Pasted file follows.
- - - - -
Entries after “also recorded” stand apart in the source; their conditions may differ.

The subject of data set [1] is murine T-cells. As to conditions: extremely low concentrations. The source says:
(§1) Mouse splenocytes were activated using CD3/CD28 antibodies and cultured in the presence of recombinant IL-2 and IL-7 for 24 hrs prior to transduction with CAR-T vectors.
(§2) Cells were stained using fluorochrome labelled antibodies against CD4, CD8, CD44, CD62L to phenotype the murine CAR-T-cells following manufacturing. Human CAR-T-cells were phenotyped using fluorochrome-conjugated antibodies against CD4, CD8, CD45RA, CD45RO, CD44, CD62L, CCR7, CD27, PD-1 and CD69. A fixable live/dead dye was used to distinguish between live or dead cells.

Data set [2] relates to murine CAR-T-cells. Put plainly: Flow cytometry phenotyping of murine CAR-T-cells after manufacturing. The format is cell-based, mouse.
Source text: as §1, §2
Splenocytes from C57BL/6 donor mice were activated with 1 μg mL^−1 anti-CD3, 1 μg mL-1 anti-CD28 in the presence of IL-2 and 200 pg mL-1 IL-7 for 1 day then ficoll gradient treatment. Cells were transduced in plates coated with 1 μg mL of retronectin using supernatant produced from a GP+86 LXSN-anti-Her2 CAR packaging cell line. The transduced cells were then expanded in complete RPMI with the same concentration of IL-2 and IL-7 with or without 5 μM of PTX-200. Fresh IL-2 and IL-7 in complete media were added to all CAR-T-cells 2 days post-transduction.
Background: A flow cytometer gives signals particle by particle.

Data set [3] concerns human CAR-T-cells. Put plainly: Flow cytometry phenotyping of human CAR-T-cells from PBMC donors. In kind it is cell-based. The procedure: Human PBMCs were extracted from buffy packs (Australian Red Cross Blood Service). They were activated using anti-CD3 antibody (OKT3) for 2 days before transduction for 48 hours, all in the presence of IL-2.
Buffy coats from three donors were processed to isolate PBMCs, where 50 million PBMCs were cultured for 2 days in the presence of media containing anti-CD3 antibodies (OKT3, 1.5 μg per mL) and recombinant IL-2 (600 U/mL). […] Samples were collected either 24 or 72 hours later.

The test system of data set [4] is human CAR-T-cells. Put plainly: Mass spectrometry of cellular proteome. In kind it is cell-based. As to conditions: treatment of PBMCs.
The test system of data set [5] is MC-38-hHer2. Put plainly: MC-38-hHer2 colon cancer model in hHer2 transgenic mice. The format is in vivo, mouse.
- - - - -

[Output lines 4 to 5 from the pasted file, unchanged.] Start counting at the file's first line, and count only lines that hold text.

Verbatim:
(§2) Cells were stained using fluorochrome labelled antibodies against CD4, CD8, CD44, CD62L to phenotype the murine CAR-T-cells following manufacturing. Human CAR-T-cells were phenotyped using fluorochrome-conjugated antibodies against CD4, CD8, CD45RA, CD45RO, CD44, CD62L, CCR7, CD27, PD-1 and CD69. A fixable live/dead dye was used to distinguish between live or dead cells.

Data set [2] relates to murine CAR-T-cells. Put plainly: Flow cytometry phenotyping of murine CAR-T-cells after manufacturing. The format is cell-based, mouse.